Although the outlook remains rosy for Republicans in November’s congressional elections, the party has several problems to overcome, according to a story in Monday’s New York Times.
“There are growing concerns among Republicans about the party’s get-out-the-vote operation and whether it can translate their advantage over Democrats in grass-roots enthusiasm into turnout on Election Day,” the story says.
“They are also still trying to get a fix on how to run against President Obama, who, polls suggest, remains relatively well-liked by voters, even as support for his agenda has waned.”
One issue for Republicans is determining a platform of ideas to run upon rather than simply criticizing the Democrats.
“Democrats still need to be really worried,” Joe Gaylord, a Republican strategist who helped engineer the GOP’s congressional takeover in 1994, told The Times.
“But there has to be a message that we are for something, and that if you elect Republicans, there will be some change.”
Another Republican strategist, Phil Musser, put it in even more stark terms.
“The one thing that hasn’t changed is, the Republican Party brand is still pretty weak,” he told The Times.
“We need an overhaul, and there is a big opportunity to rebrand around a few unifying themes besides just opposition to Obama.”
House Republicans have just begun the “America Speaking Out” program. The idea is that lawmakers will go to their supporters in a listening mode, rather than simply imposing their own ideas.
After gathering their constituents’ thoughts, Republican leaders say that during the fall they will turn them into specific policy proposals for the next Congress.
Another tricky question is how to integrate the volatile tea party movement into the GOP fold. Some tea partyers are angry with both the Democrats and Republicans.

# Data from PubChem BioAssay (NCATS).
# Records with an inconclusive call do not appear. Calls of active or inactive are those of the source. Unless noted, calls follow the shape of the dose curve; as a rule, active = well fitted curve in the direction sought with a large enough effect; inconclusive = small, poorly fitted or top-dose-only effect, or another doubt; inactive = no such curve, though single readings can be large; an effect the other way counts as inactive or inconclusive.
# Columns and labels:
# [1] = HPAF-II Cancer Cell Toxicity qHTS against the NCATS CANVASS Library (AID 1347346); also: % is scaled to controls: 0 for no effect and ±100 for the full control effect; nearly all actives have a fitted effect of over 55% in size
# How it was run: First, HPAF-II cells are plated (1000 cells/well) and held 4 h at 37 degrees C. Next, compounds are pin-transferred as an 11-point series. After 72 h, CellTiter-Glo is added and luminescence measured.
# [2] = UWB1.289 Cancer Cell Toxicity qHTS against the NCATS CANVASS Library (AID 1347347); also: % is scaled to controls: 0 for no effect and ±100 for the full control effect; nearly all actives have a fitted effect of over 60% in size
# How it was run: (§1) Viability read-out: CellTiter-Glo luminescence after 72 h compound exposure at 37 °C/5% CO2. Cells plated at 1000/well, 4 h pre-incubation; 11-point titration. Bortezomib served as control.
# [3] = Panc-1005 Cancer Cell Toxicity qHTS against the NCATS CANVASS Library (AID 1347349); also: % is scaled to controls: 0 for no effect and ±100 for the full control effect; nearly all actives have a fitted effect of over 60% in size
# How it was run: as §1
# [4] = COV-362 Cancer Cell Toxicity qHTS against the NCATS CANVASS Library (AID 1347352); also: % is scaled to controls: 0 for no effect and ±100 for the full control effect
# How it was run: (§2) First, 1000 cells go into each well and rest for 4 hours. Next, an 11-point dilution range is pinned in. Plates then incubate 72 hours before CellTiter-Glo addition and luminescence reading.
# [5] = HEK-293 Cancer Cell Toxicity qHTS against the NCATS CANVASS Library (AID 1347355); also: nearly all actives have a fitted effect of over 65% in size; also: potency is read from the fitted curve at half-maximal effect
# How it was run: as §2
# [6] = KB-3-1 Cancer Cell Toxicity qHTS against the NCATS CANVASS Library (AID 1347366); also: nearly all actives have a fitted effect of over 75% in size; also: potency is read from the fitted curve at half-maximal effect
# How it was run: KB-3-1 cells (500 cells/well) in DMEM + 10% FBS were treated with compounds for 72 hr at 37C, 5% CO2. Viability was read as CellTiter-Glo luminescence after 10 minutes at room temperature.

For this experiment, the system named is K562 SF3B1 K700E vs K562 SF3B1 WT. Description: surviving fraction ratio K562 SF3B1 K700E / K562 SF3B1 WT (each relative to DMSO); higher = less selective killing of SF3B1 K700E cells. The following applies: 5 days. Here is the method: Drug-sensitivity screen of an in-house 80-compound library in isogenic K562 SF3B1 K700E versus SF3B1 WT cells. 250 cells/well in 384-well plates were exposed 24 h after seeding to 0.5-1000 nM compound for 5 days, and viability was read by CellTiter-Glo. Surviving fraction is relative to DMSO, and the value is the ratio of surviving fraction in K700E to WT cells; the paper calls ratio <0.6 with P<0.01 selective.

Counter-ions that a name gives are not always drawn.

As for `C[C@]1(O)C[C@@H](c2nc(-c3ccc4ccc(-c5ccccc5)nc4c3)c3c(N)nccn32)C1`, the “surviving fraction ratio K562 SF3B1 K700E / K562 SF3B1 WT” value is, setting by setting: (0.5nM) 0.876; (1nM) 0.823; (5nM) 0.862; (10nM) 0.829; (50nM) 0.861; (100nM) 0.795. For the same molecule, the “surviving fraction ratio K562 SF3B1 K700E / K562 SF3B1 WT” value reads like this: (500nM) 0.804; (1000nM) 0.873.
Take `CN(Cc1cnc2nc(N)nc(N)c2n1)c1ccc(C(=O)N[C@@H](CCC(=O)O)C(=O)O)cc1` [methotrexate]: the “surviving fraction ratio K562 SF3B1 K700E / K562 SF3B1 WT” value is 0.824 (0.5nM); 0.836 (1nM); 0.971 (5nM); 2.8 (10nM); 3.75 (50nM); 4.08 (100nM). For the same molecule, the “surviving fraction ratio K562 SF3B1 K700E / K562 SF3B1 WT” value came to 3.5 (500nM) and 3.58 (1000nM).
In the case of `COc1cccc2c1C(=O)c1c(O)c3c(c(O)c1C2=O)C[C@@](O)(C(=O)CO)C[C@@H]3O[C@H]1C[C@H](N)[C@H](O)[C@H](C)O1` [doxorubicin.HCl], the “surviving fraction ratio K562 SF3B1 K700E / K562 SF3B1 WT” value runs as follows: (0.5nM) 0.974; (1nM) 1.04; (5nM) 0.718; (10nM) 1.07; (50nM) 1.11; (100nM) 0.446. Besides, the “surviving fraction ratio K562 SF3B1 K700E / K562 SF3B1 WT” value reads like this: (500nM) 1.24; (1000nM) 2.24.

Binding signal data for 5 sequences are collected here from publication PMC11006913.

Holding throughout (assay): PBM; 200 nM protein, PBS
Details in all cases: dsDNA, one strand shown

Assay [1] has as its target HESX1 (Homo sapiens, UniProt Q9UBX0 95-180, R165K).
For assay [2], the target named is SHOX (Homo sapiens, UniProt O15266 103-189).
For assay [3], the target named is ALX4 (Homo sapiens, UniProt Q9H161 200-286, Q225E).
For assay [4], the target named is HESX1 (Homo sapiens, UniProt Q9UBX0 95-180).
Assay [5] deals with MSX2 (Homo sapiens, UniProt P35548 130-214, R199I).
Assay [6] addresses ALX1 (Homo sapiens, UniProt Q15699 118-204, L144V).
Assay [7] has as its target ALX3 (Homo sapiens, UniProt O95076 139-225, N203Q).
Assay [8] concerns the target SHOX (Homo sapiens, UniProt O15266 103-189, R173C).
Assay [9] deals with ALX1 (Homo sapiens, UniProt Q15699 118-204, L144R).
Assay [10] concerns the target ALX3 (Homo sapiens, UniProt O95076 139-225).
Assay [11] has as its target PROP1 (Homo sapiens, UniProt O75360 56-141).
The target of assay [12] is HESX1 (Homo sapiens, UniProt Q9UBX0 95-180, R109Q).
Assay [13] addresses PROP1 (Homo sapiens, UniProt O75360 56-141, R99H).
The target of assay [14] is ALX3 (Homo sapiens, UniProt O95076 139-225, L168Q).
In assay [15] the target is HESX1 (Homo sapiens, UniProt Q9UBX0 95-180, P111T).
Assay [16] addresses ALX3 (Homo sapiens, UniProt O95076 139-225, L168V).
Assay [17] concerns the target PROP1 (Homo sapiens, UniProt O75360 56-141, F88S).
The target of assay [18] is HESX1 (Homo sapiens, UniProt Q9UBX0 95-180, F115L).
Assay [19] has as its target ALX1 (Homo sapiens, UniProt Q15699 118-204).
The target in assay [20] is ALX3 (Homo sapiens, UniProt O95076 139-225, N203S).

In addition, if Republicans go too far toward accommodating the tea party movement, they risk alienating moderate independent voters.
Although some Republicans say nothing short of winning control of the House in November is acceptable, others suggest more temperate goals.
“You’ve got a country that is in a surly mood and is skeptical of incumbents generally,” Gov. Tim Pawlenty, R-Minn., told The Times.
“But some people have put the expectations so high, even if Republicans do reasonably well this fall, it could look like we haven’t done as well as we should have.”
Meanwhile, on the Democratic side, White House Chief of Staff Rahm Emanuel says the tea party movement is pushing Republicans too far against government.
“If it’s efficient government versus no government, we win,” he told The Times.
To be sure, Republicans still appear to be in the driver’s seat. Crack strategists Dick Morris and Ed Gillespie both told Newsmax that the GOP has a good chance to win control of both chambers of Congress in November.
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